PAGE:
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DRPS : Course Catalogue : School of Law : Law

Undergraduate Course: Understanding Data for Law and Legal Studies (LAWS10260)

Course Outline
SchoolSchool of Law CollegeCollege of Arts, Humanities and Social Sciences
Credit level (Normal year taken)SCQF Level 10 (Year 4 Undergraduate) AvailabilityAvailable to all students
SCQF Credits20 ECTS Credits10
SummaryUnderstanding how data, and particularly quantitative data, are created and used has become important for the legal profession and research in law. This course is focused on key concepts and ideas in quantitative research and requires minimal prior experience in mathematics and statistics, while providing students with skills and knowledge that will allow them to critically assess quantitative analyses and to undertake small data-driven research projects of their own. This course is intended to help students develop quantitative reasoning skills and as such takes a very concept-oriented approach, building up skills in mathematics and statistics as the semester progresses.
Course description Finding areas of academic study and professional practice in which there is no reliance on quantitative data analysis is becoming increasingly difficult, as large-scale datasets are collected on voters, consumers, legislation, companies, impact of policy, international commerce, criminal activity, to name but a few, and analysed with the express purpose of guiding individual and collective decisions. With public policy and private decision-making increasingly relying on the findings of such analyses, understanding their provenance and implications is becoming more and more important for the legal profession and research in law. This course provides students in the LLB programmes at the University of Edinburgh Law School with an understanding of core concepts in social and legal research statistics and equips them with the ability to critically assess the data and data analyses they may encounter in their studies and in their professional life. The course starts with an overview of the process of data creation, types of quantitative and quantifiable data (with a focus on law and legal research), methods through which data can be summarised, appropriate interpretation of summary statistics, measures of uncertainty, and common mistakes in how these measures are understood. In Weeks 3 and 4, students will become acquainted with the tenets of probability theory, and the empirical and theoretical issues in identifying relationships of correlation and causation using quantitative data. Weeks 5 and 6 will be practical: students and the CO will meet in a computer lab, where they will access Microsoft Excel, gain insight into tidy data structures, and practically apply the knowledge from Weeks 1-4. Students will learn basic techniques for accessing, summarising, and visualising quantitative data, with CO-chosen data related to socio-legal research. These two lab sessions are also a preparation for the students¿ group presentations, which will be assigned at the end of the second lab session. The three sessions that follow cover more advanced issues in quantitative data analysis, addressing the problems of the possibility and limits of predictive power of quantitative analysis, ethical concerns in the use of primary and secondary data sources, providing an overview of recent innovative work in empirical legal studies, and putting forward a set of guidelines for successfully reading and understanding quantitative analyses in academic work and policy reports. The final session will be reserved for short presentations of students¿ group projects, in which they will select one of the provided data sources, assess its provenance and typical use, interrogate any ethical concerns in re-use of data, and provide key insights into the content of the data using techniques they learned in the lab sessions.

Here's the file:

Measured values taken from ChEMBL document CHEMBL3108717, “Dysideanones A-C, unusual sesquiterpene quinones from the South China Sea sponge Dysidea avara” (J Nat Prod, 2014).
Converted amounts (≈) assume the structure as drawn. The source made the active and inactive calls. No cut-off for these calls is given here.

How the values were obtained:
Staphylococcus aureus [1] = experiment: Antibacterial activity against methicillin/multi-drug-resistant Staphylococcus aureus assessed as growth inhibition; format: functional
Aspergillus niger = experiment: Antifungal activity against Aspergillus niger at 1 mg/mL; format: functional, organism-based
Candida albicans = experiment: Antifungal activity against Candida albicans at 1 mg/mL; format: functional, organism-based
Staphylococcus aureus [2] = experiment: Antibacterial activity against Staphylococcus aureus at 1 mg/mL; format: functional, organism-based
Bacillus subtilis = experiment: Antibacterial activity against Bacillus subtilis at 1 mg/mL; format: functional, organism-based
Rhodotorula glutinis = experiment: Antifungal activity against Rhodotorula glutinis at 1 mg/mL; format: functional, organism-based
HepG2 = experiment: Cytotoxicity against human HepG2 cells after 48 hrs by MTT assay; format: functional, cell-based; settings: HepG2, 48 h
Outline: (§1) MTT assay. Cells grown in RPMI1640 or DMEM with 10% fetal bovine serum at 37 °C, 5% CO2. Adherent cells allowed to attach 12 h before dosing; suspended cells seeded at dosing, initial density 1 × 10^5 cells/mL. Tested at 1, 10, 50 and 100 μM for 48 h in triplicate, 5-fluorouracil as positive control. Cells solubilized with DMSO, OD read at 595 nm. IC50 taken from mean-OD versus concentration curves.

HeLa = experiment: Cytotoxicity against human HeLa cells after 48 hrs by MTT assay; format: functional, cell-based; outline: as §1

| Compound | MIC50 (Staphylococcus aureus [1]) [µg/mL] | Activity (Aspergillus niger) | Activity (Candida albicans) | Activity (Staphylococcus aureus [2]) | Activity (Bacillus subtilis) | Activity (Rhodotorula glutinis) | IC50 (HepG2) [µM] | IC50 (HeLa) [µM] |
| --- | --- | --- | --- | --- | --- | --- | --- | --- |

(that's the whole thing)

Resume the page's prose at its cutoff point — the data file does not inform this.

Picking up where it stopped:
Entry Requirements (not applicable to Visiting Students)